N2 - In this work, teams of small mobile robots are used to test hypotheses about cooperative transport by ants. This study attempts to explain a decrease in steady-state transport speed with increasing team size that was previously observed in the ant Novomessor cockerelli. Two models of one-dimensional collective towing are compared: one in which transporters with different maximum speeds pull the payload with continuous, variable forces and another in which transporters with identical speeds pull with intermittent, unsynchronized forces. A statistical analysis of ant data supports the hypothesis that ants behave according to the first model, in which the steady-state transport speed is the maximum speed of the slowest teammate. By contrast, the ant data are not consistent with the second model, which predicts constant speed regardless of team size. To verify these predictions, the ant behaviours in each model are translated into decentralized controllers and implemented on teams of two to four robots. The controller for the first model incorporates a real-time reinforcement learning algorithm that successfully reproduces the observed relationship between ant team size and transport speed. The controller for the second model yields the predicted invariance of transport speed with team size. These results show the value of robotic swarms for testing mechanistic hypotheses about biological collectives.

AB - In this work, teams of small mobile robots are used to test hypotheses about cooperative transport by ants. This study attempts to explain a decrease in steady-state transport speed with increasing team size that was previously observed in the ant Novomessor cockerelli. Two models of one-dimensional collective towing are compared: one in which transporters with different maximum speeds pull the payload with continuous, variable forces and another in which transporters with identical speeds pull with intermittent, unsynchronized forces. A statistical analysis of ant data supports the hypothesis that ants behave according to the first model, in which the steady-state transport speed is the maximum speed of the slowest teammate. By contrast, the ant data are not consistent with the second model, which predicts constant speed regardless of team size. To verify these predictions, the ant behaviours in each model are translated into decentralized controllers and implemented on teams of two to four robots. The controller for the first model incorporates a real-time reinforcement learning algorithm that successfully reproduces the observed relationship between ant team size and transport speed. The controller for the second model yields the predicted invariance of transport speed with team size. These results show the value of robotic swarms for testing mechanistic hypotheses about biological collectives.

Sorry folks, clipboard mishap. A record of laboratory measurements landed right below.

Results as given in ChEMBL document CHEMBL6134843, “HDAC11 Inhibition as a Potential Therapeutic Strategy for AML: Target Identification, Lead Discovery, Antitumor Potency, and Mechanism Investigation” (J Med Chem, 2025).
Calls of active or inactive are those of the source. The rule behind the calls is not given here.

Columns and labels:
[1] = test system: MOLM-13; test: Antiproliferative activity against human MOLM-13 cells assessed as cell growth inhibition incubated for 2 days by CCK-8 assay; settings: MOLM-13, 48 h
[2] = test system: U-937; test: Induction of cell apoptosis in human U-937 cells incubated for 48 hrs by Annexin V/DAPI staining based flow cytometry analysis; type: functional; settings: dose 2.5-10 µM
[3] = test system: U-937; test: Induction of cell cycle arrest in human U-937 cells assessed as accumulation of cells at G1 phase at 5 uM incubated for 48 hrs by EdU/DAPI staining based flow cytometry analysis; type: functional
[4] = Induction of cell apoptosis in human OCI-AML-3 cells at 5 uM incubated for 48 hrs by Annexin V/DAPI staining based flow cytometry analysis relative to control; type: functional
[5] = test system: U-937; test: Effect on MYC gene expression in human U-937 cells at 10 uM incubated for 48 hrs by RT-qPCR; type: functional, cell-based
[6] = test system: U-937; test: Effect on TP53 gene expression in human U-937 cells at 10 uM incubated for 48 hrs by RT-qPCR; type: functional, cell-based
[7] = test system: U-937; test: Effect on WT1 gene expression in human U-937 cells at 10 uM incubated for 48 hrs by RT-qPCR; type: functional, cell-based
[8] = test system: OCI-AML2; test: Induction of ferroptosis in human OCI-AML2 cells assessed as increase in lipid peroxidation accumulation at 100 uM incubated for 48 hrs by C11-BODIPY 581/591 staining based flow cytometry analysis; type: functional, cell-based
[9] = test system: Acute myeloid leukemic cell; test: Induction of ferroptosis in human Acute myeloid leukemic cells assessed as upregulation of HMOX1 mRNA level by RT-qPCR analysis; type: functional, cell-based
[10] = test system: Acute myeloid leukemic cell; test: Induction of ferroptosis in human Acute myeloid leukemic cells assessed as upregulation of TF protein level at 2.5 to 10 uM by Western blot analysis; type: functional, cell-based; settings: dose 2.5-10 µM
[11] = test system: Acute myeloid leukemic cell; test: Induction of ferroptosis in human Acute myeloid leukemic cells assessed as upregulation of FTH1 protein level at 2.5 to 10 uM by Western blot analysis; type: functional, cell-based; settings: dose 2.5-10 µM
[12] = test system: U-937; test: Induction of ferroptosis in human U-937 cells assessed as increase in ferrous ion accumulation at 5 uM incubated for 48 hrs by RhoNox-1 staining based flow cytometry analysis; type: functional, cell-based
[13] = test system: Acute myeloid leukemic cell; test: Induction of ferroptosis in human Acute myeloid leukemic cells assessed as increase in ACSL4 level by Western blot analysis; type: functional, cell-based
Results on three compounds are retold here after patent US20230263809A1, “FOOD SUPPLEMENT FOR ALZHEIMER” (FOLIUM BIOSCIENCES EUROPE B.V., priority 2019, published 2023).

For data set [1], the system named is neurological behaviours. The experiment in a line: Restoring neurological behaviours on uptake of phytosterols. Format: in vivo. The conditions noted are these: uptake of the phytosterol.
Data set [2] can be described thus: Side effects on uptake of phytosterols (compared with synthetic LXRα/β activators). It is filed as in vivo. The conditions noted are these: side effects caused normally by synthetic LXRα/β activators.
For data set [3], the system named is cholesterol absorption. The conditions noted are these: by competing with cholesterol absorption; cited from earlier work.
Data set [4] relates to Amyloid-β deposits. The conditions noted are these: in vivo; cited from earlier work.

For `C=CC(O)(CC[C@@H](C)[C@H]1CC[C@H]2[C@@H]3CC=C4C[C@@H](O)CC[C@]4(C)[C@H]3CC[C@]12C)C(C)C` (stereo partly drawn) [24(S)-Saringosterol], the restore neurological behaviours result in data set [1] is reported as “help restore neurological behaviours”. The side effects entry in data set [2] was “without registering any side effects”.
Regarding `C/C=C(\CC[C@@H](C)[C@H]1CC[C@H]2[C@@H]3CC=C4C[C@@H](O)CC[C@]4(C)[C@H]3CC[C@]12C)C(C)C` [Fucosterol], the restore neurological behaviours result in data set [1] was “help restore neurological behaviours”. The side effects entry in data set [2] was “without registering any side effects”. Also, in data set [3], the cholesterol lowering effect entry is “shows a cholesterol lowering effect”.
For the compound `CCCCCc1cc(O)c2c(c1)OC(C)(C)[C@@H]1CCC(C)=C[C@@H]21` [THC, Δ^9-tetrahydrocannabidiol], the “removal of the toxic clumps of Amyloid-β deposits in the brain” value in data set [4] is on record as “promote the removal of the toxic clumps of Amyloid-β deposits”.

KW - Ants

KW - Decentralized coordination

KW - Heterogeneous teams

KW - Reinforcement learning

KW - Self-organization

KW - Swarm robotics

UR - http://www.scopus.com/inward/record.url?scp=85056797652&partnerID=8YFLogxK

UR - http://www.scopus.com/inward/citedby.url?scp=85056797652&partnerID=8YFLogxK

U2 - 10.1098/rsos.180409

DO - 10.1098/rsos.180409

M3 - Article

VL - 5

JO - Royal Society Open Science

JF - Royal Society Open Science

SN - 2054-5703

IS - 10

M1 - 180409

ER -